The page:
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Variations under the HBCA Lump Sum Building Contract

A variation is an amendment to a signed contract and is a common requirement over the course of a building project. Variations usually arise because of a client-requested change, but when a builder encounters unforeseen circumstances they may also need to request a variation to ensure the job can be completed.

Typically, the building contract will contain provisions that set out the necessary processes and requirements for variations. There may also be statutory requirements for variations, depending on the location, cost, and nature of the building work.

In WA the Home Building Contracts Act 1991 (WA) (HBCA) covers contracts with consumers for home building work valued between $7,500 and $500,000. HIA’s HBCA Lump Sum Building Contract is written to comply with the HBCA, including the variation requirements.

How does the owner request a variation?

Owner-requested variations must meet the requirements of the HBCA.

If you are using the HBCA Lump Sum Building Contract, the process under Clause 12(a) will apply:

  • The owner or their agent must give the builder a written request for the variation.
  • The builder may agree to the request, or decline.
  • If the builder agrees, they must provide the owner with a written variation document setting out the date, scope and cost of the variation, as well as any other contractual implications of the change.
  • If the owner or their agent agrees to the proposal, they must sign and return the variation document to the builder.
  • The builder must then sign and provide to the owner or their agent a fully executed copy of the variation document as soon as reasonably practicable.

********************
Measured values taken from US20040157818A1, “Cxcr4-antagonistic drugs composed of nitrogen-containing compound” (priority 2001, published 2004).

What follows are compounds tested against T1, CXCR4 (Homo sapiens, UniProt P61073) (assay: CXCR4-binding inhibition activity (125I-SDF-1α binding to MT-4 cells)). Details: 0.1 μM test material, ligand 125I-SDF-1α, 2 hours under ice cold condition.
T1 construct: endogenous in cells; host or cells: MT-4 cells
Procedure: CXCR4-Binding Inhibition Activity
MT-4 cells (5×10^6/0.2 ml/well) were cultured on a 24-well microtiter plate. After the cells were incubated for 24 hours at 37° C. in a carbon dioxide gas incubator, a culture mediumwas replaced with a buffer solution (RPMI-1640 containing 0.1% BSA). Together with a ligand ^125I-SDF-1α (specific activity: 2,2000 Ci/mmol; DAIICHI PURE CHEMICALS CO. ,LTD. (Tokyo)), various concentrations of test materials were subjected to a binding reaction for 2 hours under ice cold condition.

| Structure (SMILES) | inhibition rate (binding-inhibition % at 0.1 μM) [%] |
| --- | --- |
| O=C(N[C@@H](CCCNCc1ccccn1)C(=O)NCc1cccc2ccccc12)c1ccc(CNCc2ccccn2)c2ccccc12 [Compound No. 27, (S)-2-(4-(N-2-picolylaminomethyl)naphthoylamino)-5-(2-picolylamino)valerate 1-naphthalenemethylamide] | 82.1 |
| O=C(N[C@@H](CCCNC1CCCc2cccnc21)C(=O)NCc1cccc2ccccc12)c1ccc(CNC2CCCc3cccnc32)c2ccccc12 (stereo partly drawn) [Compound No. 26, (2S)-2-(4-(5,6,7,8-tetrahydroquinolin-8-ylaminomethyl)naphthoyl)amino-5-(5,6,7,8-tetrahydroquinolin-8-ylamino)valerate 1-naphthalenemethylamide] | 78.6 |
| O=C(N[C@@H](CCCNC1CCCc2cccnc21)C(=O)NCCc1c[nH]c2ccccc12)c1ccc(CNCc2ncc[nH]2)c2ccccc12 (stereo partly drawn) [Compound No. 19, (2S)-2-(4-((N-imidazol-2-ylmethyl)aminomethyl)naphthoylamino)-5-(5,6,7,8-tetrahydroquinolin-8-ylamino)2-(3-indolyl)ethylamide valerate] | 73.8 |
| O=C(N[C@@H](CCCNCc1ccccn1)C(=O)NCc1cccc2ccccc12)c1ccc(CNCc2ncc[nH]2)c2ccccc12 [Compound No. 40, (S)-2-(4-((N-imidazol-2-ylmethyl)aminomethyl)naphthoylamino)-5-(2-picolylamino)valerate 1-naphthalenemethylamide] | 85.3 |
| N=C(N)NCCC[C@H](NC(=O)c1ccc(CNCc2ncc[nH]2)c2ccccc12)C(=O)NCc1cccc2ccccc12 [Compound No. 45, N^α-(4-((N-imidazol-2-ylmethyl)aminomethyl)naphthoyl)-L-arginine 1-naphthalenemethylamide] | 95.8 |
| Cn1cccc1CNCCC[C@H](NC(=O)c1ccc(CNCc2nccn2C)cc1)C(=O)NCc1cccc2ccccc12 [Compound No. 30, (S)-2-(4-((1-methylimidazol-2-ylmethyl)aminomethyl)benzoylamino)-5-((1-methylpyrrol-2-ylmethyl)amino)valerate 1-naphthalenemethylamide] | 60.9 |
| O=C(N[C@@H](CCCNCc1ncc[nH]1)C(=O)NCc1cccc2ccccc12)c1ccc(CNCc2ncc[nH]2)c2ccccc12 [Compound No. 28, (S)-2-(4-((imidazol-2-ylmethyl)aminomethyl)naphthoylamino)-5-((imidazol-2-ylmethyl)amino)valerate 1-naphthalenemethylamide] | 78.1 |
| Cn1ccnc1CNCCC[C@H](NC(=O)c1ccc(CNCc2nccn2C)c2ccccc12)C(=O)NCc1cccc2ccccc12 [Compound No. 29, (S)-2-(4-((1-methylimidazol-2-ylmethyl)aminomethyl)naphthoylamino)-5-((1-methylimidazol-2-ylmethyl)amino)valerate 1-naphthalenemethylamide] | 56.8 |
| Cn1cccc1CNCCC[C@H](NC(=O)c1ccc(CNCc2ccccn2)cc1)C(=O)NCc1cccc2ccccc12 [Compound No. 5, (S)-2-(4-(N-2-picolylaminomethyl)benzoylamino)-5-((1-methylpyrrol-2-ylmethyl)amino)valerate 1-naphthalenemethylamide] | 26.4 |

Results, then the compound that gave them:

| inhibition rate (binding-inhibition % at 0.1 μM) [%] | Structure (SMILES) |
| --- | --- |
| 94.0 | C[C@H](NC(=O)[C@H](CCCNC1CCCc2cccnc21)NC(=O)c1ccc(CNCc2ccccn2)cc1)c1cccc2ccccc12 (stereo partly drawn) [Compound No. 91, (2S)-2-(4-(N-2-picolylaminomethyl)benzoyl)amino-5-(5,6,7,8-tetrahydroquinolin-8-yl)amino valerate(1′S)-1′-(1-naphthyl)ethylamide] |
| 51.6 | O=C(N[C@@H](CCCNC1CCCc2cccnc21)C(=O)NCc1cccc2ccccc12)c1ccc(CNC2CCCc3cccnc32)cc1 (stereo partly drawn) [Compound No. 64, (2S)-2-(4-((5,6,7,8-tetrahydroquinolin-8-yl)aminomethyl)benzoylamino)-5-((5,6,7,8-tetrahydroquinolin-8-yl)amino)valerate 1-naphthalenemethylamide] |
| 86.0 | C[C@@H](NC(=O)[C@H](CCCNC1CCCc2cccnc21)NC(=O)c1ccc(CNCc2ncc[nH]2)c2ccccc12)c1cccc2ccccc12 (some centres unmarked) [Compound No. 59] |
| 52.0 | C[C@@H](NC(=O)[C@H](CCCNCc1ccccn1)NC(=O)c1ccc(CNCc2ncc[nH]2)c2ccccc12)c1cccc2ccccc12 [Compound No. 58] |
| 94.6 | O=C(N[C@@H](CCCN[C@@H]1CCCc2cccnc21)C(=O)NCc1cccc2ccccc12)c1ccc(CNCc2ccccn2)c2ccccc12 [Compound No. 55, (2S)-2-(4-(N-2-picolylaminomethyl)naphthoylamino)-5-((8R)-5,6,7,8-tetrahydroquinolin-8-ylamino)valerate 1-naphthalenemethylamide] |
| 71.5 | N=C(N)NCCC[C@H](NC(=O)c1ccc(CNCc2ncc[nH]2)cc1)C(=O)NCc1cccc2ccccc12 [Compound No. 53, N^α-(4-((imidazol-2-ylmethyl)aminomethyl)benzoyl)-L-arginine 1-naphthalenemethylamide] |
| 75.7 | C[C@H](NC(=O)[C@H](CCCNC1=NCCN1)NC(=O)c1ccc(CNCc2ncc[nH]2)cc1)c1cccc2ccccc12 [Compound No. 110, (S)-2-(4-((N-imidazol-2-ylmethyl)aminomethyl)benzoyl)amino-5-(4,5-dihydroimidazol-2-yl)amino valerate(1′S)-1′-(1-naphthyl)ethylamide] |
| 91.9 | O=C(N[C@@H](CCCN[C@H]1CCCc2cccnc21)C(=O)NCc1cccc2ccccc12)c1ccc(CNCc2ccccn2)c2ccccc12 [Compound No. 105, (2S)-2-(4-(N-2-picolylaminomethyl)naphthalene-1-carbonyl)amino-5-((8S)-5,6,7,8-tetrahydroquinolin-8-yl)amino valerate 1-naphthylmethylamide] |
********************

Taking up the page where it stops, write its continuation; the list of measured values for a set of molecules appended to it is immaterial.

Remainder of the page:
The contract will then be formally varied, meaning the builder will be entitled to carry out the work and claim the associated costs with the next progress payment claim after the work is complete.

This process applies to variations in scope, and also variations to terms and conditions of the contract, for example, where the parties agree to change the progress payment structure.

When is the builder entitled to vary the contract?

The HBCA also includes two scenarios in which the builder is permitted to initiate a variation:

  • Following any written direction lawfully given by a building surveyor or other person acting under a written law, or 
  • In circumstances that could not reasonably have been foreseen by the builder at the time when the contract was entered into.

However, builders cannot pass on price increases solely because of labour and/or materials cost increases.


How does the builder formalise their entitlement?

Under these circumstances the process under clauses 12(b) and (c) applies:

  • The builder must provide the owner with a written statement explaining the reason for the variation, the cost to be incurred, and a copy of any directions from a building surveyor or other person acting under written law, within 10 working days of:
    • receiving the directions;
    • becoming aware of the unforeseen circumstances; or
    • when they should have reasonably been aware of the unforeseen circumstances.
  • If the owner disagrees with the variation, they may make a complaint to the Building Commission within 10 working days after the statement was given to the owner.

In addition, discussing the circumstances and need for a variation of this nature with the owner, and obtaining their written agreement if possible, can assist in avoiding future disputes.

When might other variations apply?